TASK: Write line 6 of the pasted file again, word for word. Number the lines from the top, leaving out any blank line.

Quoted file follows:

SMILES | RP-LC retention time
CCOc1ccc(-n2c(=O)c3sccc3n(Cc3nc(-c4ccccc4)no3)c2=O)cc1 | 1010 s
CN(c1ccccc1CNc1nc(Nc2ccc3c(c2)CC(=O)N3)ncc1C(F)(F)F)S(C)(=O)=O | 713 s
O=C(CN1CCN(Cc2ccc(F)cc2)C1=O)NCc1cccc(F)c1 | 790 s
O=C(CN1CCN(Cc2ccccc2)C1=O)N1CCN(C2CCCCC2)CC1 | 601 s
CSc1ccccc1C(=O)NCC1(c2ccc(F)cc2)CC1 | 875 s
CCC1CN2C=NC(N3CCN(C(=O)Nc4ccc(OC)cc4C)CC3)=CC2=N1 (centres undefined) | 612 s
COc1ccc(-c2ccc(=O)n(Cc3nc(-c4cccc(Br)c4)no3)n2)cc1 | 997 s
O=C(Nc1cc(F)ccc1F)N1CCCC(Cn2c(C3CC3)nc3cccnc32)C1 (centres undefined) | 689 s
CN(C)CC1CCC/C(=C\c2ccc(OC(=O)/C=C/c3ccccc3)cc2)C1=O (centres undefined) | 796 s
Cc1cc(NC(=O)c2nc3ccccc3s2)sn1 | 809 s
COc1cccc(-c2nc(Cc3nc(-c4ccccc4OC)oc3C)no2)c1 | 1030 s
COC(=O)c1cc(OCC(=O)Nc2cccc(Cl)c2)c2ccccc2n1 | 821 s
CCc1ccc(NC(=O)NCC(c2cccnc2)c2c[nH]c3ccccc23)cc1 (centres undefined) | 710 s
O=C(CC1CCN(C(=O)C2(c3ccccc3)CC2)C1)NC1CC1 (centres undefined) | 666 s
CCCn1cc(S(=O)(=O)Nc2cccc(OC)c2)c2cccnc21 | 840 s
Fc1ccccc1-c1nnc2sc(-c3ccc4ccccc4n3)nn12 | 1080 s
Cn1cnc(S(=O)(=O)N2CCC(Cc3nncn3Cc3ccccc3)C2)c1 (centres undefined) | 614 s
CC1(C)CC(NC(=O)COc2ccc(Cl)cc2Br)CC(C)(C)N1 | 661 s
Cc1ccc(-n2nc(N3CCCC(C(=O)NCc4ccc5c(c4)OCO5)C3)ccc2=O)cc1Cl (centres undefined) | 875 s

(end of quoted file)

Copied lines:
CSc1ccccc1C(=O)NCC1(c2ccc(F)cc2)CC1 | 875 s